Europeans have looked on in horror this summer as the conflicts across North Africa and the Middle East have driven more and more desperate people to our shores.

Many have expressed anger at their governments for not doing more to help provide shelter and safety for these families - and even activelyturningthemaway.

Despite callous responses to the plight of people fleeing war at home from right wing media and politicians, many normal people have been doing what they can to help. As well as campaigning and volunteering their time and money, people have been donating clothes, phones and medical supplies to charities.

There are hundreds of grassroots crowd funding campaigns, and many people have pledged to take in refugees in their ownhomes.

While these efforts are heartwarming, language barriers are often proving a problem for exhausted refugees and aid workers, and for local communities who just want to help.

Luckily, the folks at Tobii Dynavox, an alternative communication company that works with people who can't express themselves normally because of medical conditions like paralysis and stroke, has come up with a great idea to help stop meaning getting lost in translation:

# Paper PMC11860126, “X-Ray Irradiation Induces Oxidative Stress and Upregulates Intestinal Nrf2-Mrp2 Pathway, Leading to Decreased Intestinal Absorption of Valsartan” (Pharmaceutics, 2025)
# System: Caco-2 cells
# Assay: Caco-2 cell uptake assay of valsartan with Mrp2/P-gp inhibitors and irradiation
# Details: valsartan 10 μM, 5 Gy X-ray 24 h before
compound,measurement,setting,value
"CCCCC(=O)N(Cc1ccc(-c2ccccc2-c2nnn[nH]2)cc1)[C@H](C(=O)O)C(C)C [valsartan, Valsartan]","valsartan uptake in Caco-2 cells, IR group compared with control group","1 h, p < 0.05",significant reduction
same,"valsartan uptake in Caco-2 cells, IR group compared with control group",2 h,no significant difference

Each communication board has the Arabic for basic needs and feelings things people might want to express, such as being hungry or in pain, complete with translations into European languages and helpful illustrations so everyone, even small children, knows exactly what's being said.

You can download and save it to your phone for reference, or print off and distribute copies for more people.

So far the boards are available in Arabic to English, French, German, Norwegian, Swedish and Hungarian. If you'd like to help out by offering translations in another language, you can head to Boardmaker Online to create and share your own.

"The response has been really positive," Hector Minto, a spokesperson for Tobii Dynavox told i100.co.uk.

People around the world use our symbols already. It just seemed like a natural step in how we keep people safe.

"Please share this page," the website says.

Together we can make a small difference in someone’s life.

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